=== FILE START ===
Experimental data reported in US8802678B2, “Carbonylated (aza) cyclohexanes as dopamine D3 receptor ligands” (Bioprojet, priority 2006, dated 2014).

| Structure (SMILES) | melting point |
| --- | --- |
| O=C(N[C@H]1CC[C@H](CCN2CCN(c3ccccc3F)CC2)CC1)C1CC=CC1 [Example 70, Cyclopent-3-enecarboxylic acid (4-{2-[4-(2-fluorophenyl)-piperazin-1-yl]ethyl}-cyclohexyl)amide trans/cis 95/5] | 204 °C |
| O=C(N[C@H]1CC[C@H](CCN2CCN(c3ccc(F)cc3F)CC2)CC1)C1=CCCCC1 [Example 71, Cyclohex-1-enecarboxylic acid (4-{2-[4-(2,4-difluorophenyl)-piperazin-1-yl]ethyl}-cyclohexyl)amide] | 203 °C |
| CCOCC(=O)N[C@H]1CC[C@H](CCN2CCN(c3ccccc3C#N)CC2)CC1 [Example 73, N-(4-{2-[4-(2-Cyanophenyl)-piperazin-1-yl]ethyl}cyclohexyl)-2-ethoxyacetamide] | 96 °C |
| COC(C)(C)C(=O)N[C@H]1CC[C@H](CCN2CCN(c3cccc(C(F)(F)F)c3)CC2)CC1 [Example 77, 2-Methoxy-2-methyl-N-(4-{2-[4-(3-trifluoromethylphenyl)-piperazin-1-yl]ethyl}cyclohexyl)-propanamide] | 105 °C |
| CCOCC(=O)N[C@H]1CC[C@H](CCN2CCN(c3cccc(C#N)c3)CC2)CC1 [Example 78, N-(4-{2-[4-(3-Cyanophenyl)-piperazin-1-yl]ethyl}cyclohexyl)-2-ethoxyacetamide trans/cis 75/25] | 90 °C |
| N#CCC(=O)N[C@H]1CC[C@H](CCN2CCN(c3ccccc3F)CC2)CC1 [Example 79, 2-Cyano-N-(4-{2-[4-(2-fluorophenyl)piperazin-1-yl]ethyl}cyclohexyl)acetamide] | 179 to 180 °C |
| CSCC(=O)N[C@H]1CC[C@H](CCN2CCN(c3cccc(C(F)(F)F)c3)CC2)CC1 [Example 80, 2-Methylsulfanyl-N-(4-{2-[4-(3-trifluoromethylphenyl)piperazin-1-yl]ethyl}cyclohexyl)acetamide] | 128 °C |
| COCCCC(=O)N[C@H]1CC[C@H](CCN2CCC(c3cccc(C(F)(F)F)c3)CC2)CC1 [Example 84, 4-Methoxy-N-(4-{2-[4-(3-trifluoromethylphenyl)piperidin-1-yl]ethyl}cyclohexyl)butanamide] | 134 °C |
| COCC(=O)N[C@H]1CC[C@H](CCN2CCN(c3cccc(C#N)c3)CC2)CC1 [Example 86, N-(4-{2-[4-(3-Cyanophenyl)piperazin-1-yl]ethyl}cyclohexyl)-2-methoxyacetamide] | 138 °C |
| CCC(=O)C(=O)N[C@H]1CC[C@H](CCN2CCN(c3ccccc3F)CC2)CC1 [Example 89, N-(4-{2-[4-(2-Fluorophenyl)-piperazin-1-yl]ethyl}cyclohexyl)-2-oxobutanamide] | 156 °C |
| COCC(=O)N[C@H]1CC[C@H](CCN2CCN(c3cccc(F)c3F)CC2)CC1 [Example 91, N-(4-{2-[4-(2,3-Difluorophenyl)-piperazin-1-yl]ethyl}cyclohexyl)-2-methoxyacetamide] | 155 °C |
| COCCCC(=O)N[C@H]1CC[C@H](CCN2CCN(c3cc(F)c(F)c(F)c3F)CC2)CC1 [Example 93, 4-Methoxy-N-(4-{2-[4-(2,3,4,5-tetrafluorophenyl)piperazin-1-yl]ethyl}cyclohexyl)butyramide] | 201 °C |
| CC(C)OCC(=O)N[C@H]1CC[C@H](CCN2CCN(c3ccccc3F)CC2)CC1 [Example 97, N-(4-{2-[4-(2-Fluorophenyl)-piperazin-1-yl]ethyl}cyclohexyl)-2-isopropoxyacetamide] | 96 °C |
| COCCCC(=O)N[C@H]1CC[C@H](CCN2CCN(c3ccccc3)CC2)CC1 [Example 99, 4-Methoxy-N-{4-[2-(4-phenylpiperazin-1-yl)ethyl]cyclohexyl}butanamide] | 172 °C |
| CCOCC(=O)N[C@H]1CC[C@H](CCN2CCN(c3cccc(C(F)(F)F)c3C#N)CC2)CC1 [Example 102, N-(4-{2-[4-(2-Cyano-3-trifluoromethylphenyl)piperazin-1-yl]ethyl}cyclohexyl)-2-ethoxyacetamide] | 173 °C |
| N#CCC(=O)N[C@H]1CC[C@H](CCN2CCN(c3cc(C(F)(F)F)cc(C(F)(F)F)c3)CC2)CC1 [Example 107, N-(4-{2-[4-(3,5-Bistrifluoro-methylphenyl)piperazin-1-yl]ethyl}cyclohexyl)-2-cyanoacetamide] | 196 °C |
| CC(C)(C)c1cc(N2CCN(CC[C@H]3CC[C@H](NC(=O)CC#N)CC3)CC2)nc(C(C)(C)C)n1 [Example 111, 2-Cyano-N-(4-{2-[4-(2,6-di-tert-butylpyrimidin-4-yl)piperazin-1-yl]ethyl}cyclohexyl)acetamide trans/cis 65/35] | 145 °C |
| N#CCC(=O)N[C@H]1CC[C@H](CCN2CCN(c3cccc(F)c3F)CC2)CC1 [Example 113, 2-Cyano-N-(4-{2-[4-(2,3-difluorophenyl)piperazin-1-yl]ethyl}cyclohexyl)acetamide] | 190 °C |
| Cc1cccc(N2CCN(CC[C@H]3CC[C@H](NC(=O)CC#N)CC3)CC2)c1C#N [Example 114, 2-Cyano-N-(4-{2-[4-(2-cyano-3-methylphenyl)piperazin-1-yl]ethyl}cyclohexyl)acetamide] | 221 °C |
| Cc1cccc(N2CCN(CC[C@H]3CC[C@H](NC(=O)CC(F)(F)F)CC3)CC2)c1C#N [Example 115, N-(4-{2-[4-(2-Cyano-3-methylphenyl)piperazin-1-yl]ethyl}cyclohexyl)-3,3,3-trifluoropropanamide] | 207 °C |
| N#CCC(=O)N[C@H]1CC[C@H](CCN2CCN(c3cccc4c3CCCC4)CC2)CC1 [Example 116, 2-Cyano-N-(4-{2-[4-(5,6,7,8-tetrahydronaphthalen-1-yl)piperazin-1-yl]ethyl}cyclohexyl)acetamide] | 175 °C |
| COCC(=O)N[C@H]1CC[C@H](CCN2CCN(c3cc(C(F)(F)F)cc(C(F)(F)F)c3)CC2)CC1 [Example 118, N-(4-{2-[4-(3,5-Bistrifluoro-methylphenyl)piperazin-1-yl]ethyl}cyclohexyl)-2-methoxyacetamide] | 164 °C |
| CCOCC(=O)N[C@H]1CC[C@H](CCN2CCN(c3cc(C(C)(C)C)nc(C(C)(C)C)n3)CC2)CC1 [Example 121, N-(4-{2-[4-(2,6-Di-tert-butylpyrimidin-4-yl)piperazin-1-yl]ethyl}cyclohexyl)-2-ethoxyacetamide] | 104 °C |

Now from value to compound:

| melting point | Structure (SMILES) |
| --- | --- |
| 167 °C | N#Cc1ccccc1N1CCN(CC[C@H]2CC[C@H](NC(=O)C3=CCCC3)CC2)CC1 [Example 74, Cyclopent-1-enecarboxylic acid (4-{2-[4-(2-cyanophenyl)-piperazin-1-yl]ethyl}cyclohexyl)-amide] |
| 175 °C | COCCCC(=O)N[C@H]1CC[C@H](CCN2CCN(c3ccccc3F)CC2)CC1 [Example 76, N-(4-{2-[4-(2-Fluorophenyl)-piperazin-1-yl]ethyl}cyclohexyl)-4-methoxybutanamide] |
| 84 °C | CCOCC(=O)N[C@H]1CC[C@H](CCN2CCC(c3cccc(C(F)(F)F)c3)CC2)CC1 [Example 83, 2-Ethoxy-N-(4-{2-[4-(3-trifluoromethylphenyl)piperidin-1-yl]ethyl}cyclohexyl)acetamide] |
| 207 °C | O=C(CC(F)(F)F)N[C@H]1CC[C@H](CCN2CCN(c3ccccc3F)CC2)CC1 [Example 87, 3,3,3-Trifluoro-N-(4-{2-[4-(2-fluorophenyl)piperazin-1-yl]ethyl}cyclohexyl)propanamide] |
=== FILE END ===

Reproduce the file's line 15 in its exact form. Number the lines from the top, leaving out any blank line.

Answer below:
| COCCCC(=O)N[C@H]1CC[C@H](CCN2CCN(c3cc(F)c(F)c(F)c3F)CC2)CC1 [Example 93, 4-Methoxy-N-(4-{2-[4-(2,3,4,5-tetrafluorophenyl)piperazin-1-yl]ethyl}cyclohexyl)butyramide] | 201 °C |